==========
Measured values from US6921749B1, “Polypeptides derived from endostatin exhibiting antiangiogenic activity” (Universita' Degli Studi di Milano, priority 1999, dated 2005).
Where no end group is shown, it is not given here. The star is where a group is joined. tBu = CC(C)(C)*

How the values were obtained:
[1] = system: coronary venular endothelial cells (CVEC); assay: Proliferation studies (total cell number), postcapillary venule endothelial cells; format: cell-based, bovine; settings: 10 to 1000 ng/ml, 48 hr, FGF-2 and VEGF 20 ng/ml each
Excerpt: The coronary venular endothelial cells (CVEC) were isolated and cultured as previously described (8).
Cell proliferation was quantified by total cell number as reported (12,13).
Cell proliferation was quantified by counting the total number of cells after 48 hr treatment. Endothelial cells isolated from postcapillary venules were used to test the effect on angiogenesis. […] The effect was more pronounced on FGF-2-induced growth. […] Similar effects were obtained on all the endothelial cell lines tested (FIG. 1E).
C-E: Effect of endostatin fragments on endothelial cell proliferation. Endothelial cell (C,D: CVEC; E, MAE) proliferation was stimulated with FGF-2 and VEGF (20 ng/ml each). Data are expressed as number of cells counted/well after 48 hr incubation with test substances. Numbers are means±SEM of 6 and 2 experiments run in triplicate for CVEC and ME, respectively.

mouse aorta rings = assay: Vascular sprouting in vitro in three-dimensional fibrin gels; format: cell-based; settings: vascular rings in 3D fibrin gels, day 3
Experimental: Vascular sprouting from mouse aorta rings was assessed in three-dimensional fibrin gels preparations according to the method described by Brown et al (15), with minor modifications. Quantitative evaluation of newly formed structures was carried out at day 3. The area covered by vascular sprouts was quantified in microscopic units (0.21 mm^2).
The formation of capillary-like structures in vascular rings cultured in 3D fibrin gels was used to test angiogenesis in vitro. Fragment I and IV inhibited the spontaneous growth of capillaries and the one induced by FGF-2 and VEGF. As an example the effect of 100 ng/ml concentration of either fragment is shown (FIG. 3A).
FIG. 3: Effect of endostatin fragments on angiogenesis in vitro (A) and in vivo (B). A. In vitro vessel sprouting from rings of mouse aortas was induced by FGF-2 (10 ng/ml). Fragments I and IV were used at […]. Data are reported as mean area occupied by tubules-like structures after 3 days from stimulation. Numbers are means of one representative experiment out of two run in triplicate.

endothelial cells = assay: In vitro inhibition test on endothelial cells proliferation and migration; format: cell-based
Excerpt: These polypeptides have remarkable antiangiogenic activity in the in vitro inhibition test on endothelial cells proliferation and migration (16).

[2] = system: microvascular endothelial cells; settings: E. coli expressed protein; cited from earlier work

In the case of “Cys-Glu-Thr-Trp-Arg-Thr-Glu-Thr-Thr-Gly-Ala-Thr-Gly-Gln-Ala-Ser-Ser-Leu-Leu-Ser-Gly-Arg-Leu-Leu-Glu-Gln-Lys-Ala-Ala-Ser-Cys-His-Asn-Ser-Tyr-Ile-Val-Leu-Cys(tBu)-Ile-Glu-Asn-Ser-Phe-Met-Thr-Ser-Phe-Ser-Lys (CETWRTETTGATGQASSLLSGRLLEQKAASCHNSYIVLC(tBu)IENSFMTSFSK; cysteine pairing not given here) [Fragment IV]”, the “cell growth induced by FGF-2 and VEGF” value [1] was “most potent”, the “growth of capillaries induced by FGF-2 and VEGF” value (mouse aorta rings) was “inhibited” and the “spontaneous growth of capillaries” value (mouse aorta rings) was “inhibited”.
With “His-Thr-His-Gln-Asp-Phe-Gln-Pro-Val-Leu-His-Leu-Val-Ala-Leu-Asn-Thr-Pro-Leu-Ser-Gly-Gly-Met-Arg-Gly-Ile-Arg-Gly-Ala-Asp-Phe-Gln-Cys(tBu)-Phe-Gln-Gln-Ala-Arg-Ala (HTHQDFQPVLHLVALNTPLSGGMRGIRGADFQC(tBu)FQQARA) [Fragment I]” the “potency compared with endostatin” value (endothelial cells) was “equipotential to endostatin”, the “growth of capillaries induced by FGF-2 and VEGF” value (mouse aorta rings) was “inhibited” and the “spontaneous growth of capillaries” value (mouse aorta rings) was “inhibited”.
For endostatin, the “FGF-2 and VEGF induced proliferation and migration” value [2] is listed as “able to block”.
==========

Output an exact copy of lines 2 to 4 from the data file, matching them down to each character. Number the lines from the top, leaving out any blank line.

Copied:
Where no end group is shown, it is not given here. The star is where a group is joined. tBu = CC(C)(C)*

How the values were obtained:
[1] = system: coronary venular endothelial cells (CVEC); assay: Proliferation studies (total cell number), postcapillary venule endothelial cells; format: cell-based, bovine; settings: 10 to 1000 ng/ml, 48 hr, FGF-2 and VEGF 20 ng/ml each